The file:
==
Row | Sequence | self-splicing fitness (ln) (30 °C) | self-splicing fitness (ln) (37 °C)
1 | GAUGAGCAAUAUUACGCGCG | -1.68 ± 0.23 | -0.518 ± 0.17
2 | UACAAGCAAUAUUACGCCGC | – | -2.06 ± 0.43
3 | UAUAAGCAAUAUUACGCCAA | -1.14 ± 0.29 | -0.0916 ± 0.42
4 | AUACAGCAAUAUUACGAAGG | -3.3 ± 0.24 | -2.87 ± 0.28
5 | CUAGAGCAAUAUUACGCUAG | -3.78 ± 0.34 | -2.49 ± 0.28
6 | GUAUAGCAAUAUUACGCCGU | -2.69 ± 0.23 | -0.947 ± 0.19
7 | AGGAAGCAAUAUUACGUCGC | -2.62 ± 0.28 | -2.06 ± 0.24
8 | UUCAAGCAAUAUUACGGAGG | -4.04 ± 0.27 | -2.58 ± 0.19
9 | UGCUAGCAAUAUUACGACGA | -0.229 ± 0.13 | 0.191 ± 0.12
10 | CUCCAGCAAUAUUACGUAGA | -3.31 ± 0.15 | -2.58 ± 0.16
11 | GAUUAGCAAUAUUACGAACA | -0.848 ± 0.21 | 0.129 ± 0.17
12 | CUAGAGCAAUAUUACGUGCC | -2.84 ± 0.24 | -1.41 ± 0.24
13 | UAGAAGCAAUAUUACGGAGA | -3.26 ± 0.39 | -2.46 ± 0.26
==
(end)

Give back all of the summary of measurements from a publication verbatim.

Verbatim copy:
Row | Sequence | self-splicing fitness (ln) (30 °C) | self-splicing fitness (ln) (37 °C)
1 | GAUGAGCAAUAUUACGCGCG | -1.68 ± 0.23 | -0.518 ± 0.17
2 | UACAAGCAAUAUUACGCCGC | – | -2.06 ± 0.43
3 | UAUAAGCAAUAUUACGCCAA | -1.14 ± 0.29 | -0.0916 ± 0.42
4 | AUACAGCAAUAUUACGAAGG | -3.3 ± 0.24 | -2.87 ± 0.28
5 | CUAGAGCAAUAUUACGCUAG | -3.78 ± 0.34 | -2.49 ± 0.28
6 | GUAUAGCAAUAUUACGCCGU | -2.69 ± 0.23 | -0.947 ± 0.19
7 | AGGAAGCAAUAUUACGUCGC | -2.62 ± 0.28 | -2.06 ± 0.24
8 | UUCAAGCAAUAUUACGGAGG | -4.04 ± 0.27 | -2.58 ± 0.19
9 | UGCUAGCAAUAUUACGACGA | -0.229 ± 0.13 | 0.191 ± 0.12
10 | CUCCAGCAAUAUUACGUAGA | -3.31 ± 0.15 | -2.58 ± 0.16
11 | GAUUAGCAAUAUUACGAACA | -0.848 ± 0.21 | 0.129 ± 0.17
12 | CUAGAGCAAUAUUACGUGCC | -2.84 ± 0.24 | -1.41 ± 0.24
13 | UAGAAGCAAUAUUACGGAGA | -3.26 ± 0.39 | -2.46 ± 0.26